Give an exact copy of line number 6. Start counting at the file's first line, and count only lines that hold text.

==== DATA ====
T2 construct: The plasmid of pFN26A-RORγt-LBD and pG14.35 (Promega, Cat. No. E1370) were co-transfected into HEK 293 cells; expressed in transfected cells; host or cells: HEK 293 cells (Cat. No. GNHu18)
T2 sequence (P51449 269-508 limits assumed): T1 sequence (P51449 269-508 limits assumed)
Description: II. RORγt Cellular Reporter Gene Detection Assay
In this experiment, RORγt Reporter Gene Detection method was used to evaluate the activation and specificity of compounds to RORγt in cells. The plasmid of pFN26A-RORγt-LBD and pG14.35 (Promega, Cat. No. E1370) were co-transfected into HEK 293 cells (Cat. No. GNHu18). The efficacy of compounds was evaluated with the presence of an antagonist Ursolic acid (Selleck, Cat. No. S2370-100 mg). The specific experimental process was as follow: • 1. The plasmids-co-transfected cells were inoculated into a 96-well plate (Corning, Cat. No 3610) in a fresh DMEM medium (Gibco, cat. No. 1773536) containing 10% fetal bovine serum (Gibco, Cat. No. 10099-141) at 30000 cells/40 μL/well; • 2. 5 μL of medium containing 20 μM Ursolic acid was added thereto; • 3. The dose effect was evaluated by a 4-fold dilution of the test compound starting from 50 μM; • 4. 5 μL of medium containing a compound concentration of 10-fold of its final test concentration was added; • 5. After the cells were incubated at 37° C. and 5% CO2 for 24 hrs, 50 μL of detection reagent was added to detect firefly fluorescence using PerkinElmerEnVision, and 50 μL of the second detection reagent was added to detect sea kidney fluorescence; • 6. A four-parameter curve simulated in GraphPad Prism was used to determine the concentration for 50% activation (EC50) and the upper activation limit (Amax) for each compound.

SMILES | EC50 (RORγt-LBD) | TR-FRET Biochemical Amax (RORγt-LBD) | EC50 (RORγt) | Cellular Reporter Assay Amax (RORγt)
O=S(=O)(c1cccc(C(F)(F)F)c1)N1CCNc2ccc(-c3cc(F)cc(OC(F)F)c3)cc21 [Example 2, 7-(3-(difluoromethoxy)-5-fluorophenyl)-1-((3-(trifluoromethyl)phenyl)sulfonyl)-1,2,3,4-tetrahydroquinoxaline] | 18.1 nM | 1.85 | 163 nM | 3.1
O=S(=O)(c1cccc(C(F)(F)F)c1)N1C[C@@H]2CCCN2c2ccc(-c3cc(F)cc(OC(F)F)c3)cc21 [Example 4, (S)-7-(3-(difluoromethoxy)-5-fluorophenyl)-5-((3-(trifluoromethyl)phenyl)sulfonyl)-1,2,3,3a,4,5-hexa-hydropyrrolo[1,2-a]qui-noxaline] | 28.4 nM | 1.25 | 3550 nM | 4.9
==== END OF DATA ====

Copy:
O=S(=O)(c1cccc(C(F)(F)F)c1)N1CCNc2ccc(-c3cc(F)cc(OC(F)F)c3)cc21 [Example 2, 7-(3-(difluoromethoxy)-5-fluorophenyl)-1-((3-(trifluoromethyl)phenyl)sulfonyl)-1,2,3,4-tetrahydroquinoxaline] | 18.1 nM | 1.85 | 163 nM | 3.1